Of course the latest so called "roll" is a complete failure. It's just all made up. Maybe, no one really knows but OHA, some 30,000 folks out of a possible 500,000 that claim to have at least one drop of magic blood, actually signed it. The rest were names from other lists that were just dumped onto this list to save face because of poor participation. So, with only 6% of the possible names actually willing to take the time to sign, it is obvious that folks today are tired of the activists( Royalists and Tribalists) trying to tell them what they want. Could it possibly be that they are happy with the way things are? OHA claimed originally that they were going to stay neutral and have a "hands off" policy when it comes to "nation building". They have done nothing less that have a full "hands on" policy. Hiring and funding the "roll" workers, and conducting meetings. With the split in direction of the board itself OHA doesn't know whether they are coming or going. Most of the board are Indian Tribalists with Machado banging the drum. Then CEO Crabbe announces that he is a Royalist and has bought into the David Sai "if this then that" mumbo jumbo that the "Kingdom still lives" and goes rogue writing letters to John Kerry asking if it is true! That should have been the end of him, but again to save face, they plod on instead of dismissing him immediately. Now, with a house divided they try to continue the façade of unity that is obviously not there, in a direction that they don't know themselves, because they have no compass.
on July 12,2014 | 06:53AM
Ken_Conklin wrote:
I was very pleased to see the massive opposition to the Kana'iolowalu process at those 15 hearings by the Department of Interior. One translation for "Kana'iolowalu" is "conquest by swarming." And that's exactly what happened at those hearings, with so many people coming together to say "'a'ole."

Too bad Kekeha Solis singled out Kaleikoa Kaeo for praise. That guy is a loudmouth fast-talking wannabe terrorist.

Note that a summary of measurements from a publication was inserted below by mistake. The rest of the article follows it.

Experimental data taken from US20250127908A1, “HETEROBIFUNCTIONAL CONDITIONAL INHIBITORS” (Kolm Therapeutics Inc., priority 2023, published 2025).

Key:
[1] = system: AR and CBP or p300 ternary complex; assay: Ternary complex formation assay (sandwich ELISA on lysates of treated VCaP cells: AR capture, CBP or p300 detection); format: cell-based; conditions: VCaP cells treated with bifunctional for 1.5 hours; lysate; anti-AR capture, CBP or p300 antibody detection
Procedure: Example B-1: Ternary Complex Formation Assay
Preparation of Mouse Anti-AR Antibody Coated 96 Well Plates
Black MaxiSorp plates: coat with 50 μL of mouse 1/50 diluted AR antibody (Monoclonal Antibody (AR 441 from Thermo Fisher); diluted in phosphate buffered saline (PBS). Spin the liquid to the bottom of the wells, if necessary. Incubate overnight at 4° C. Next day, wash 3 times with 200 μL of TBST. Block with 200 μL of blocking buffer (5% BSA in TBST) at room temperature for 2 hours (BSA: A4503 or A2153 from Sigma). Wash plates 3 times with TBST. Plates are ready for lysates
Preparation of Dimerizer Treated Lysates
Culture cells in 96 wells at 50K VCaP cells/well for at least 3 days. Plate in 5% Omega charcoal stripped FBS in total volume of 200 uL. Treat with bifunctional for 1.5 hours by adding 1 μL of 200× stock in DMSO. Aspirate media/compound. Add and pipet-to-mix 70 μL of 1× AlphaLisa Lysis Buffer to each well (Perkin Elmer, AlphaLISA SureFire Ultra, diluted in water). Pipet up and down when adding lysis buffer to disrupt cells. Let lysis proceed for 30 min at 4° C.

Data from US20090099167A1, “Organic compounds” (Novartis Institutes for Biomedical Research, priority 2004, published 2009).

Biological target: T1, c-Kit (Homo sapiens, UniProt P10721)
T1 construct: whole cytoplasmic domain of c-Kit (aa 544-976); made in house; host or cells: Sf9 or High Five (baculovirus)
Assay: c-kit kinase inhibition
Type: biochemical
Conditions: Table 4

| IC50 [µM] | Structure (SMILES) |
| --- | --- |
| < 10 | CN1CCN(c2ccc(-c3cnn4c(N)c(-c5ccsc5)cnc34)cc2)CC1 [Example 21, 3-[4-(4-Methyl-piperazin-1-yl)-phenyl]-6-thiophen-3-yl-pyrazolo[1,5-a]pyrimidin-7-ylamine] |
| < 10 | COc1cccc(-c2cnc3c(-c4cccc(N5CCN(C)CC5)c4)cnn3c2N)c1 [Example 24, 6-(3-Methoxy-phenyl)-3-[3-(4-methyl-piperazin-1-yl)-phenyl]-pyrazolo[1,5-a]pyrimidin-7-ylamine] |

I'm sending emails to several leaders of the Indian tribes located near the 4 places on the mainland where DOI will hold 4 more public hearings, to ask for their help to oppose the creation of a phony Hawaiian tribe. A Hawaiian tribe could cause serious damage to their own genuine tribes in two ways: The Hawaiian tribe could open casinos right in their own back yards competing against their own casinos; and a Hawaiian tribe with as many as 527,000 members (Census 2010) would grab a huge amount of dollars from a shrinking federal budget for Indian benefits.

I'm writing testimony which looks like it will end up with 12 sections totaling close to 100 pages, directly replying to several of the questions asked by the Department of Interior advance notice of proposed rulemaking. I'll submit my testimony on August 15, in honor of this year's date when we celebrate Statehood Day.

Here's more information about how to submit testimony:

Go to
http://tinyurl.com/qbgrge4
and look for
Procedures for Reestablishing a Government-to-Government Relationship with the Native Hawaiian Community
Press the blue button that says "Comment Now"
You should probably write your comments beforehand, and then copy/paste them into the box to avoid the time limit. And if your comments are longer than 5000 characters (not words, but characters -- quite short!) then write your comments as a separate document and make it an attachment.


on July 12,2014 | 07:02AM
Kikeokailua wrote:
'A'ole lawa puni 'elua minuke no nā Kānaka Maoli e ha'i mana'o ma "the Native Hawaiian Recognition meetings". Ua ho'opuka a'e nei wale nō nā kānaka apau loa i ko lākou huhū iō ka Hoʻohui ʻāina. No ia mea, ua ho'okupaianaha 'ia au i kou loa'a 'ana wikiwiki i kēlā mana'o, no ka mea, pōkole noho'i ko lākou 'ōlelo hō'ike. (Two minutes are not enough for the people to express their opinion at the Native Hawaiian Recognition Meetings. The people only expressed their anger at the Annexation. Thus, surprised I was that you reached quickly an opinion, given that their testimony was so brief.)
on July 15,2014 | 11:07AM